Invasive Species Compendium

Detailed coverage of invasive species threatening livelihoods and the environment worldwide

Abstract

Transcriptome profiling of Arabidopsis thaliana roots in response to allelopathic effects of Conyza canadensis.

Abstract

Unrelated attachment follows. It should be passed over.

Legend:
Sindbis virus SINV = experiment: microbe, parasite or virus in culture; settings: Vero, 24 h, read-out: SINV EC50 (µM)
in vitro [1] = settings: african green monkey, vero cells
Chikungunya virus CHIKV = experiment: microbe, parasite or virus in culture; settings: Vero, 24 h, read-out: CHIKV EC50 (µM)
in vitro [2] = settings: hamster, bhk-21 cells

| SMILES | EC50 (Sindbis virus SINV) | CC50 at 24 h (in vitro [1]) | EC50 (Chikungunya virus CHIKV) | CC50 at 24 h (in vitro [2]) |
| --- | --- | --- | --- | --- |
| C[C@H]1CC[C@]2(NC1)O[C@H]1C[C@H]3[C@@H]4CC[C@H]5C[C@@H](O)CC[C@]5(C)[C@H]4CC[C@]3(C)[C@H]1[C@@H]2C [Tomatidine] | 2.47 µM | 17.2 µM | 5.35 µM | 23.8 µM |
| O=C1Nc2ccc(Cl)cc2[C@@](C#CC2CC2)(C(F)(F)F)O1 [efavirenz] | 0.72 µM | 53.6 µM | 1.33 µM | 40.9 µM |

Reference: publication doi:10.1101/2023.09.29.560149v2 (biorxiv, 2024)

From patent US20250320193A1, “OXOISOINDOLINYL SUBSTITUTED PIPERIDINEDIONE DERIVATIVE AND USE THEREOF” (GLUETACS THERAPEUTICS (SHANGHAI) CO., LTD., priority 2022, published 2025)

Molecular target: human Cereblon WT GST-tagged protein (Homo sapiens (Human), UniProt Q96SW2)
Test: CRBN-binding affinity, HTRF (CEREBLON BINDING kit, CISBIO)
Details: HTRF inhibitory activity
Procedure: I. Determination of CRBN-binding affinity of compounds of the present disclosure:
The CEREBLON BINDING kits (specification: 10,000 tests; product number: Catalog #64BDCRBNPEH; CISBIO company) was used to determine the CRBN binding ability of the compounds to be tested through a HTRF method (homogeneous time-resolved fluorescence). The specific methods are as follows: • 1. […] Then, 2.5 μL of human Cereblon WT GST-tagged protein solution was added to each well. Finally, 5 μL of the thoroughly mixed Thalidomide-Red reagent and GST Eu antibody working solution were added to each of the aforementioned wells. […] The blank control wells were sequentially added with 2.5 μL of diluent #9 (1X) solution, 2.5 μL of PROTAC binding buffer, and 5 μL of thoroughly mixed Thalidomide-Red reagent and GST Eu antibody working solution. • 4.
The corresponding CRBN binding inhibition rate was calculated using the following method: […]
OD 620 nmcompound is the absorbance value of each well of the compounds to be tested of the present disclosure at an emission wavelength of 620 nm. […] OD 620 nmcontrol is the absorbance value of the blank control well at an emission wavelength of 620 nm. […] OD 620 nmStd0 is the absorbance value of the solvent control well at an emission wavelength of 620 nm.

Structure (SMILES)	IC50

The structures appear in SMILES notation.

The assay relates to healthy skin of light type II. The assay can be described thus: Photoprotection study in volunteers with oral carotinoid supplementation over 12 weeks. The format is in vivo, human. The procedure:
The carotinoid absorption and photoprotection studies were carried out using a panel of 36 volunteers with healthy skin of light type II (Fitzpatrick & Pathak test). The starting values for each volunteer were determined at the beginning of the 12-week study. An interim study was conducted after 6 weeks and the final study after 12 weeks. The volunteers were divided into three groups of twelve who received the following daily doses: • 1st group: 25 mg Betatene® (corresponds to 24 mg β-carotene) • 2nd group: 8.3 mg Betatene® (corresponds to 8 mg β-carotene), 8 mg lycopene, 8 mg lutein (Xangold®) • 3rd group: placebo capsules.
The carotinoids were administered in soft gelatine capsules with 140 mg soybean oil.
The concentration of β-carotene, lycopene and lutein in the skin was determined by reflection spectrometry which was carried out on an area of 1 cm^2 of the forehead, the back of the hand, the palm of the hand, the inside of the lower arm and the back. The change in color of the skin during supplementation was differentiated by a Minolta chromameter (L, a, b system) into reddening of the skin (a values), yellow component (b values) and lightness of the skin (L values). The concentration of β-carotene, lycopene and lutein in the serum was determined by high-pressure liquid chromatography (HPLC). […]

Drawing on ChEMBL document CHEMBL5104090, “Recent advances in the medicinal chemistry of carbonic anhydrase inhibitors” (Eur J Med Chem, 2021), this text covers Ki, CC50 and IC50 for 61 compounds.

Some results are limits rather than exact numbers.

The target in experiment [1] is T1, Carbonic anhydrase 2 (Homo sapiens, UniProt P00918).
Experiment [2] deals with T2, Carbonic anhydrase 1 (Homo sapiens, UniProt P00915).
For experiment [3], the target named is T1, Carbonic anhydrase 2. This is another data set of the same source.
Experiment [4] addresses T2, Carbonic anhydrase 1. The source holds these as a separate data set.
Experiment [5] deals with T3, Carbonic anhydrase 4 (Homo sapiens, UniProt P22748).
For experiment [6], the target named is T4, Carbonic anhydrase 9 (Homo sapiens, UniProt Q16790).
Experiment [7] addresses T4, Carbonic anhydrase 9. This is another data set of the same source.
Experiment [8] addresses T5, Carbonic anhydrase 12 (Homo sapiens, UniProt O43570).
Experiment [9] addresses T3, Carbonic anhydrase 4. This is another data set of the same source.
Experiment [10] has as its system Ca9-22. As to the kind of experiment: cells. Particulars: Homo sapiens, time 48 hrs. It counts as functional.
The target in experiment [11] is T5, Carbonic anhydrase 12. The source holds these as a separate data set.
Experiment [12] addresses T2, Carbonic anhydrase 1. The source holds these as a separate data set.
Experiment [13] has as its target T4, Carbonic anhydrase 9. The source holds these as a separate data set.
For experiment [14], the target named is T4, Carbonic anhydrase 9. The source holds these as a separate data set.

The molecular mechanisms underlying allelopathy and their role in the interactions between invasive weeds and native species remain unclear. In this study, we aimed to explore the physiological and molecular response of plant roots of a native species to allelopathy from an invasive weed. We examined the growth and development of roots of native Arabidopsis thaliana for a 2-week period after being treated with aqueous extracts at different concentrations from invasive Conyza canadensis. Extracts with higher concentration in the Murashige and Skoog (MS) media (i.e., 4 mg of extract/mL of MS) significantly affected the root growth of A. thaliana. Roots of A. thaliana displayed weakened root tip activity and an accumulation of reactive oxygen species (ROS) in response to extracts from C. canadensis. The transcriptome analysis of A. thaliana roots exposed to phytotoxicity revealed differentially expressed genes (DEGs) involved in cell wall formation, abiotic stress, transporter genes and signal transduction. We found that genes associated with nutrient transport, such as major facilitator superfamily (MFS) and amino acid permease (AAP3) transporters as well as genes involved in stress response, including leucine-rich repeat receptor-like protein kinases (LRR-RLKs) were down-regulated. In addition, we found that many transcription factors associated with plant stress (such as APETALA2/ethylene response factors) were up-regulated while others (e.g., zinc-finger proteins) were down-regulated. Allelochemicals from C. canadensis also induced the up-regulation of detoxification (DTX) genes, ROS related genes, calcineurin B-like interacting protein kinases (CIPKs) and calmodulin. Overall, our findings provided insights into allelopathy in C. canadensis at the molecular level, and contributes to our understanding of invasion mechanisms of alien plant species.